Might the kids from the East finally be in over their heads?
"If we played our best game and they dominated us, I might say yes, but there's a lot more we can do," said defenseman Rob Scuderi, who was burned for the first of Mikael Samuelsson's two goals in Detroit's 4-0 win Saturday night. "There's definitely no lack of confidence."
The Penguins held their first regular practice at Joe Louis Arena on Sunday, returning to the scene of what coach Michel Therrien called the team's "worst performance of the playoffs."
It was hard to argue that assessment.
Pittsburgh has lost only three times in the postseason, but its road record is 4-3. Two of the defeats have been by shutout.
The Penguins are in an unfamiliar role of trailing in a series. In the first three rounds, Pittsburgh raced to 3-0 leads against the Ottawa Senators, New York Rangers, and Philadelphia Flyers -- needing no more than five games to advance.
Therrien isn't wasting any time against the Red Wings, and appears set to juggle his forward lines in an attempt to get more going in Game 2 on Monday. He preached effort and desire on Sunday.
"We were kind of sitting back and kind of watching them move the puck," center Jordan Staal said. "We have the speed to pressure them and make them make mistakes. We didn't do that in the second and we started doing it in the third.
"We just have to play a better game all-around. As long as we play a full 60, I think we'll be fine."
Detroit's top line of Henrik Zetterberg, Pavel Datsyuk and Tomas Holmstrom shut down Sidney Crosby in a matchup that Therrien said he didn't mind going into Game 1. The Red Wings will still have the last line change playing at home in Game 2, but Pittsburgh will provide them with a little different look.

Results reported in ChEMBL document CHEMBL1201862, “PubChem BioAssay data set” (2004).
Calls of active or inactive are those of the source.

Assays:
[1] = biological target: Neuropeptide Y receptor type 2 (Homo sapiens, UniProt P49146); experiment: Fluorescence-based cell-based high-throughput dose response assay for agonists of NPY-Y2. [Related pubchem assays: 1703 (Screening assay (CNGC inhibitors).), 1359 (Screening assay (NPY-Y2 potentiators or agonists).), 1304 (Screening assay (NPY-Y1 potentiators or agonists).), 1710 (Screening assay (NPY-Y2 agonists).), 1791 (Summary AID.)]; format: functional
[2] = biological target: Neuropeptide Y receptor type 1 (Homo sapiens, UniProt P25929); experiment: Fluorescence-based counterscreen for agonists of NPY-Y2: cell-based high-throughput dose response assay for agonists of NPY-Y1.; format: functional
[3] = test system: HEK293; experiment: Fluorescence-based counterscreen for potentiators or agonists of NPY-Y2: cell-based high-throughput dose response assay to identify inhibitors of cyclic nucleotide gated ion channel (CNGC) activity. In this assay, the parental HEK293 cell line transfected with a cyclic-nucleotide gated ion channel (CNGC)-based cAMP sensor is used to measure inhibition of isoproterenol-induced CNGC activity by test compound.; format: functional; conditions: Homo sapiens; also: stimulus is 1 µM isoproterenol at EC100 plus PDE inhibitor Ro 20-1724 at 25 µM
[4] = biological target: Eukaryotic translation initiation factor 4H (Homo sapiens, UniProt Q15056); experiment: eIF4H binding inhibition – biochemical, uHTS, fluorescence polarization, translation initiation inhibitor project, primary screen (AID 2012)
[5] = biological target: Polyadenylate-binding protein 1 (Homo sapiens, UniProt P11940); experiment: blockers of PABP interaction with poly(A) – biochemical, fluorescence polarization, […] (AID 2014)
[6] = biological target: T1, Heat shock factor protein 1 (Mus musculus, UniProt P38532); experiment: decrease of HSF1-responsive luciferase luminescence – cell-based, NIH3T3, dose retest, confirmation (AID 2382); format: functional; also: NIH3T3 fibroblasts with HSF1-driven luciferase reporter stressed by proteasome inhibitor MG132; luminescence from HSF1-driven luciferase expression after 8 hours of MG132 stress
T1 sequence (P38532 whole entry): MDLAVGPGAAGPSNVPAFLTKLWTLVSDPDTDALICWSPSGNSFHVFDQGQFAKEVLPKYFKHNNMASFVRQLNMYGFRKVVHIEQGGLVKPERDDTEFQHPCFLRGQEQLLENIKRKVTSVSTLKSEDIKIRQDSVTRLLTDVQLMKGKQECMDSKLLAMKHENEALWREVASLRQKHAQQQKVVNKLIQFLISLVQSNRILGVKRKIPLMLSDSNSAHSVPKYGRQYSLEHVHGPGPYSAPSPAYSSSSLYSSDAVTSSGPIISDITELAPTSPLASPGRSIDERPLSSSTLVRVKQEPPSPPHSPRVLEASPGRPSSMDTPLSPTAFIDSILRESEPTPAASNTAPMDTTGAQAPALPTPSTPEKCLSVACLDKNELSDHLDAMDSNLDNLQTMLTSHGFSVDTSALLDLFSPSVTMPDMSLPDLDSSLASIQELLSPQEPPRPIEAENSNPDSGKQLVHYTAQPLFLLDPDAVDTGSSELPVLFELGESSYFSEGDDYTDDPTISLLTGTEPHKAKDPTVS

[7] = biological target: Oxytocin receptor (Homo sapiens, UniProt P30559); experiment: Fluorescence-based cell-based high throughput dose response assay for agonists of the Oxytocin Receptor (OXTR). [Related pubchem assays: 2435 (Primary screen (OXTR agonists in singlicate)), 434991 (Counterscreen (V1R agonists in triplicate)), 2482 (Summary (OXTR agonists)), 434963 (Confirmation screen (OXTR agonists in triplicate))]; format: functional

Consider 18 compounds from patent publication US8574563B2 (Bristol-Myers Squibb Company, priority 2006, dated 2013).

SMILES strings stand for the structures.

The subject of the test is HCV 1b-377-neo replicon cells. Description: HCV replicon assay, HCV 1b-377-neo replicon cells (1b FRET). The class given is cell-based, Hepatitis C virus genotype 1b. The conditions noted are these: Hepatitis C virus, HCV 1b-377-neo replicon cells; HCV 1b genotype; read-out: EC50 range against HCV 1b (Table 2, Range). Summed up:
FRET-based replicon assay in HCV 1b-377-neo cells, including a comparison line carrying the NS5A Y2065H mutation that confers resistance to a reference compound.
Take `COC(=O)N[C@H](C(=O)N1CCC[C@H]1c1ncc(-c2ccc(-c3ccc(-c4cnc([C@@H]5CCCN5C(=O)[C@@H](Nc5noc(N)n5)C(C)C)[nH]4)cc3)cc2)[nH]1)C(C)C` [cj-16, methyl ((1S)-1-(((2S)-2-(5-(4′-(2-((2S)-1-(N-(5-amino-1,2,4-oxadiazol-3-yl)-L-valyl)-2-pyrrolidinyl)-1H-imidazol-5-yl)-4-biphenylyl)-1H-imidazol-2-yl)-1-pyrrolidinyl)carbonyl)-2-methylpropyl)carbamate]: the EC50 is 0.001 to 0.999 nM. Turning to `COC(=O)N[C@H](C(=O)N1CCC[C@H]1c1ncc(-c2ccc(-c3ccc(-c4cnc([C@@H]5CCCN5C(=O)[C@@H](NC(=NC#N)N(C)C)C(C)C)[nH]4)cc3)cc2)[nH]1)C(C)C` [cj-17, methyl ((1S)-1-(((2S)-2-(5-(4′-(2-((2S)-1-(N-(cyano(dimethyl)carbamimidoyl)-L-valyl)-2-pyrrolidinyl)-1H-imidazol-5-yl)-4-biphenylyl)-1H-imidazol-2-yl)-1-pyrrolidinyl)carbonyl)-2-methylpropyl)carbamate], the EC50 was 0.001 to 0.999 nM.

Crosby will center a trio with wingers Marian Hossa and newcomer Ryan Malone. Pascal Dupuis will drop down to the No. 2 line alongside Staal and Tyler Kennedy. Struggling center Evgeni Malkin, who has one goal and one assist the past five games, will play between Max Talbot and Petr Sykora.
"Maybe the lines will match up better against their team," Staal said. "Obviously, we want to shake it up and get a new look from different players. Hopefully it does the job."
The Penguins generated eight of their 12 shots in the scoreless first period during four power plays -- totaling just over 6 minutes -- and recorded five drives on goalie Chris Osgood during one advantage. Pittsburgh had only seven shots and one power-play chance the final 40 minutes.
"It could've been a different game ... but they killed the four power plays, and the momentum was on their side," Dupuis said. "It's just effort and attention to details. If you want to beat these guys, you've got to play hard. You've got to want it more than them. We didn't want it bad enough, I guess."
Perhaps the addition of 42-year-old forward Gary Roberts will change that. Roberts is coming off a difficult season in which he endured several injuries to his legs and a bout with pneumonia in the East finals against Philadelphia.
He felt healthy enough to play Saturday, but was held out on a coach's decision. He was miffed by the benching and didn't enjoy watching the game on what he said was a 21-inch television in the upper reaches of the arena.
"I'm focused on what I need to do to help the team win," Roberts said. "Any time you lose a game it's tough, but this team has bounced back before. There is a lot of character in here and there's no reason we won't bounce back.
"I'm excited. For me, bringing some emotion, some intensity. I'm obviously not going to change my game at this point. I know what I need to do to be successful. This team we're playing against is really smart."
"It's about rewarding players," Therrien said. "When we told Gary that he was not playing, we've got to make sure he's got the right attitude and make sure he's ready to play. I had confidence that he was going to be back in our lineup.
"When you take somebody who is not playing and bring him into your lineup, somebody has to get out. We evaluate all different options, and we decided it's going to be Georges."